Thursday, March 31, 2011

Quarterly Update - 1st Quarter 2011

I had plans this year to no longer do quarterly updates. I would write the reviews soon after I read the books. Not only did that not work out, but I didn't even finish this quarterly update within the first quarter. That might be excusable if I was late because I was so busy reading. But that's not my excuse.

Hector and the Search for Happiness, by Fran├žois Lelord

Rating: six out of seven giant inflatable monkeys.

Denationalisation of Money, by Friedrich A. Hayek

Rating: six out of seven giant inflatable monkeys.

A Dog Called Grk, by Joshua Doder

Rating: five and a half out of seven giant inflatable monkeys.

Invasion From Planet Dork, by Greg Trine

Rating: five and a half out of seven giant inflatable monkeys.

The Phantom Mudder, by Darrel and Sally Odgers

Rating: six and a half out of seven giant inflatable monkeys.

Very Good, Jeeves, by P.G. Wodehouse

Rating: seven out of seven giant inflatable monkeys.

Lehi in the Desert / The World of the Jaredites / There Were Jaredites, by Hugh Nibley

Rating: six out of seven giant inflatable monkeys.

Manias, Panics, and Crashes, by Charles P. Kindleberger and Robert Z. Aliber

Rating: five out of seven giant inflatable monkeys.

The Name of This Book Is Secret, by Pseudonymous Bosch

Rating: six out of seven giant inflatable monkeys.

Money and Foreign Exchange After 1914, by Gustav Cassel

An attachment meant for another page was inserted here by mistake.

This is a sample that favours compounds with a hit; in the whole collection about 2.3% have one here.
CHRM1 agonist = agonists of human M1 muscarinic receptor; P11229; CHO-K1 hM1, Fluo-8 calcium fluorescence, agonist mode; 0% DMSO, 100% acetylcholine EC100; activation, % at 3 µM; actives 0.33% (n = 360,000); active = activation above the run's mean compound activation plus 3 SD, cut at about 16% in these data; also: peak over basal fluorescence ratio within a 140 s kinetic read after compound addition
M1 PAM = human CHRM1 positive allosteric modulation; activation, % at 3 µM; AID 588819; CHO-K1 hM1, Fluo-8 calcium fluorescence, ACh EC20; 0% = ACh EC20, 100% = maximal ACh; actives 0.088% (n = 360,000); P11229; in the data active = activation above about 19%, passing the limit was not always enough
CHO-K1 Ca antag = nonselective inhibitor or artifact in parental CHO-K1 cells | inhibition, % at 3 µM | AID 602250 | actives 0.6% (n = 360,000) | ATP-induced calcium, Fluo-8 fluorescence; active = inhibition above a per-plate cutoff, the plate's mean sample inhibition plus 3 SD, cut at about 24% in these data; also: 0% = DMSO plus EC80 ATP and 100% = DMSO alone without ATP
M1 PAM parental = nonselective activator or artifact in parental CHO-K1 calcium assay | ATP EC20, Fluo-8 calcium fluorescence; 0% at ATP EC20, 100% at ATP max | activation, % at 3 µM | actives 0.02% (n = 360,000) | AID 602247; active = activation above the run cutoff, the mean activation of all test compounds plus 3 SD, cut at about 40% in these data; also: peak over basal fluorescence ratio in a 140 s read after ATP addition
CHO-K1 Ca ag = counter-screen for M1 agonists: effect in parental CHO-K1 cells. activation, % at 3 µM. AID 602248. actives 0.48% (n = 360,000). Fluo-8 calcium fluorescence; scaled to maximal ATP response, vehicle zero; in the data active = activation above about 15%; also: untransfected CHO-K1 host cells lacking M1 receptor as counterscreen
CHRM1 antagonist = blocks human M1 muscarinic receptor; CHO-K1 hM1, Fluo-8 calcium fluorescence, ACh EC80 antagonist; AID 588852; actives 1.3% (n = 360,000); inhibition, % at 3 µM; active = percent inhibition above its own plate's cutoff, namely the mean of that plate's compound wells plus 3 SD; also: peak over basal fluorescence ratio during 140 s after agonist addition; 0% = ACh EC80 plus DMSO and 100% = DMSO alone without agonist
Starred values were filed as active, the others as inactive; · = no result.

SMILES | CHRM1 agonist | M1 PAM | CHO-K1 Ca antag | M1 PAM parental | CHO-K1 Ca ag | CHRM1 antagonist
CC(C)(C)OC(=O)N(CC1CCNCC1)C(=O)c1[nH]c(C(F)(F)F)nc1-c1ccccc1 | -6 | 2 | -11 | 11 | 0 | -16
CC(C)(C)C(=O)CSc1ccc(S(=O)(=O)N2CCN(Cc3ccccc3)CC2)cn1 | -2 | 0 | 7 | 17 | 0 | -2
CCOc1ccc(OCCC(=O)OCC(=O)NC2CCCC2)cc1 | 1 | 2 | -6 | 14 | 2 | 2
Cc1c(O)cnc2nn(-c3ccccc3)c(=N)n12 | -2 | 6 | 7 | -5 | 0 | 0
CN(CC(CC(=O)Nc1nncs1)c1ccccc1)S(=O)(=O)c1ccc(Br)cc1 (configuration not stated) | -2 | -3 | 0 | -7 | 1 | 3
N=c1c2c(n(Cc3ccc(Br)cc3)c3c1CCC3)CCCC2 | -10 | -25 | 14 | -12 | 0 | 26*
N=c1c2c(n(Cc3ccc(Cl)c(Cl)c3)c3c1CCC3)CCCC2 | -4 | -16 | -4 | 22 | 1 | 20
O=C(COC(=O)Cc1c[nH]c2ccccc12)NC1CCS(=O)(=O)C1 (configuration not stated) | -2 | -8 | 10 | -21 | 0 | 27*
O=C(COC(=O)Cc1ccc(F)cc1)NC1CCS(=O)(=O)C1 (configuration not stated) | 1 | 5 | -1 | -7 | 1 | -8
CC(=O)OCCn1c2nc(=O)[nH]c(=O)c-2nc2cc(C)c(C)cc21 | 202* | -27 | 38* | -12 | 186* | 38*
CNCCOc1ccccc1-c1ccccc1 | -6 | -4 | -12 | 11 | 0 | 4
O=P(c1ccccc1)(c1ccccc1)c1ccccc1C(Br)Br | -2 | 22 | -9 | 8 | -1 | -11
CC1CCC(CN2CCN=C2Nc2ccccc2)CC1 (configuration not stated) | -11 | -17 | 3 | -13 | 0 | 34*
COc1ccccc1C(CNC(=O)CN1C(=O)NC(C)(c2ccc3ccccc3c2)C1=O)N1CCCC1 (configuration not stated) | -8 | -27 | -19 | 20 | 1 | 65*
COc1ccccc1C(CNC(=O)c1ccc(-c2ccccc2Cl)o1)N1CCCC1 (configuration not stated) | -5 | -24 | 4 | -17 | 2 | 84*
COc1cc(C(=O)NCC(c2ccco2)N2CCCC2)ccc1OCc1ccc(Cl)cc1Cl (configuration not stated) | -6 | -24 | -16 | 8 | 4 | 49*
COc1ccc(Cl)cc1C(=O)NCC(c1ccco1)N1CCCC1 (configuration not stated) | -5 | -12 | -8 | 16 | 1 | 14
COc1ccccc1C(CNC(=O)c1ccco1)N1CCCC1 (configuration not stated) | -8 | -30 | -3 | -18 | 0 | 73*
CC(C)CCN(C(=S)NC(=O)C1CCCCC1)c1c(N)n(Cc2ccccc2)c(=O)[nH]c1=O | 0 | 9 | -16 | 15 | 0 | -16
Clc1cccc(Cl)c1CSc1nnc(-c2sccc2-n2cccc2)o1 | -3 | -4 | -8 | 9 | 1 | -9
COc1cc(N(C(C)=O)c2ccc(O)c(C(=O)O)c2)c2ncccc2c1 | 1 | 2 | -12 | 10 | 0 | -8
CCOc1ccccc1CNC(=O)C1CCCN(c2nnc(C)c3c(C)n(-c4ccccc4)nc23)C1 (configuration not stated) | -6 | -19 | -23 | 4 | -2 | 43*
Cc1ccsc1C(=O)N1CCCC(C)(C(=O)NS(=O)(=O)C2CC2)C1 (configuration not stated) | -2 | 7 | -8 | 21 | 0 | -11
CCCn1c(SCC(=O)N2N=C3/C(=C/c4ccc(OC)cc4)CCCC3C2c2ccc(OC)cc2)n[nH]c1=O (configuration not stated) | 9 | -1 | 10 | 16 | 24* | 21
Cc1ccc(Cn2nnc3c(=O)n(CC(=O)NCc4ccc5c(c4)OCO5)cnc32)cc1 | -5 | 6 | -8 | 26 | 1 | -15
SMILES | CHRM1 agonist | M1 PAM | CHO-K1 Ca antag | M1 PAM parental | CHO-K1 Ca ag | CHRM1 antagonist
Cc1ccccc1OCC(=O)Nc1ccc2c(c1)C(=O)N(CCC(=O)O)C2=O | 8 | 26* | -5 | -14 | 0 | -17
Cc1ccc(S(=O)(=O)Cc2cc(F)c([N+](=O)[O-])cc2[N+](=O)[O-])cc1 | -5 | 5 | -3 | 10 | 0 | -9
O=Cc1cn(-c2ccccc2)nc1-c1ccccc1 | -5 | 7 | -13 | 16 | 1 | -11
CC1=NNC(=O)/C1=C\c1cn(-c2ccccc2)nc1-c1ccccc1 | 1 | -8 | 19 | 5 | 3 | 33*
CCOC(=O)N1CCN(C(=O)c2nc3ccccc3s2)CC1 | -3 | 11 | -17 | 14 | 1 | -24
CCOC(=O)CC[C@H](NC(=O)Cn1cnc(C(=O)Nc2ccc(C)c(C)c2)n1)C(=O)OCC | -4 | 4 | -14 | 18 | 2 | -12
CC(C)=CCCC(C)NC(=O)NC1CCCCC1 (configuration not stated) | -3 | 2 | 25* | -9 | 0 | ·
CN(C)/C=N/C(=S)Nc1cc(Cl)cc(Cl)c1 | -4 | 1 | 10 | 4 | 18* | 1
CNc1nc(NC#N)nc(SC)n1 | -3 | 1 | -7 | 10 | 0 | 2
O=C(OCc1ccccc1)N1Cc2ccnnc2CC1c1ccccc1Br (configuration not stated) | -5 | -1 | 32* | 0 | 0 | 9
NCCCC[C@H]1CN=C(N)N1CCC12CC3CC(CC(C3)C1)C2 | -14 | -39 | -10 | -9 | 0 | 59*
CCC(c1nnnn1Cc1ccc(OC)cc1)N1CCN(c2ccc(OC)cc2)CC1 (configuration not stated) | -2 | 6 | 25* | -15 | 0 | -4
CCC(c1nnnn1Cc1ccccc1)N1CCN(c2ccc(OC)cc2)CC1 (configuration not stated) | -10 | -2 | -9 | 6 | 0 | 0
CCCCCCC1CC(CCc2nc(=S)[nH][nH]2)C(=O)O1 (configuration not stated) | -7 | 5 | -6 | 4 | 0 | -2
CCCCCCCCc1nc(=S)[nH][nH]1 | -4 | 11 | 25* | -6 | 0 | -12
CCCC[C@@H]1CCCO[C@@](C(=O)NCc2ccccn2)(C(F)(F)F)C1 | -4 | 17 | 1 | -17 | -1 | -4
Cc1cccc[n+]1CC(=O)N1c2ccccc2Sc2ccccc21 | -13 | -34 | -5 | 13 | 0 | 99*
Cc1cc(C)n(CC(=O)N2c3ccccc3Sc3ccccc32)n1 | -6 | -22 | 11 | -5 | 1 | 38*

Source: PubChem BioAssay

Rating: six and a half out of seven giant inflatable monkeys.

Tuesday, March 8, 2011

Money and Foreign Exchange After 1914, by Gustav Cassel

(I had to make my own book cover, for the reasons outlined on the cover.)

This book's title might be deceiving. Reading this book in 2011, you might think, "I'm going to get nearly 100 years of history here." But the book was written in 1922. Hmmm. Slightly less history.

Nevertheless (the second time I've used that word in this collection of book reviews), a very, very good book. Cassel highlights all the problems with the supposed "return" to the gold standard that the gold exchange standard was said to be. The war-caused inflation that each government tried desperately to pin on other causes is shown to be completely the result of government action. The correct exchange rates at which the gold parities should have been pegged are worked out.

While we are 40 years into a non-redeemable floating exchange rate world, this book might seem irrelevant. However, I think it is a great lesson in what happens when redeemability is suspended or lost. The problems Cassel outlines are happening around us all the time; we just don't know it anymore because we don't have a memory of the world before 1914.

Rating: six and a half out of seven giant inflatable monkeys.